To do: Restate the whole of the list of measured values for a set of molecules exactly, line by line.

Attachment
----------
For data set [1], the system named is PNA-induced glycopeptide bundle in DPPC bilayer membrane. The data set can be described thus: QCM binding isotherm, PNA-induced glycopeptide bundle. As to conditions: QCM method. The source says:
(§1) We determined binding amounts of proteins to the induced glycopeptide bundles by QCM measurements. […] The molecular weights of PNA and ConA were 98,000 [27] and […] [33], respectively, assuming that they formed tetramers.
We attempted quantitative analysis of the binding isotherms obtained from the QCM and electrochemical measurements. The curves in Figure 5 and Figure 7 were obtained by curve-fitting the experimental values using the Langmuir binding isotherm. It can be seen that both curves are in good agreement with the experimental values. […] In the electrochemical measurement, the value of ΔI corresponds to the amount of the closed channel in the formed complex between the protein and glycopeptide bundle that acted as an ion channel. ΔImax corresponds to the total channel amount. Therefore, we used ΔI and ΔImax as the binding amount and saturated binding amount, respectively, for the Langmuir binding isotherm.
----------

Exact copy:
For data set [1], the system named is PNA-induced glycopeptide bundle in DPPC bilayer membrane. The data set can be described thus: QCM binding isotherm, PNA-induced glycopeptide bundle. As to conditions: QCM method. The source says:
(§1) We determined binding amounts of proteins to the induced glycopeptide bundles by QCM measurements. […] The molecular weights of PNA and ConA were 98,000 [27] and […] [33], respectively, assuming that they formed tetramers.
We attempted quantitative analysis of the binding isotherms obtained from the QCM and electrochemical measurements. The curves in Figure 5 and Figure 7 were obtained by curve-fitting the experimental values using the Langmuir binding isotherm. It can be seen that both curves are in good agreement with the experimental values. […] In the electrochemical measurement, the value of ΔI corresponds to the amount of the closed channel in the formed complex between the protein and glycopeptide bundle that acted as an ion channel. ΔImax corresponds to the total channel amount. Therefore, we used ΔI and ΔImax as the binding amount and saturated binding amount, respectively, for the Langmuir binding isotherm.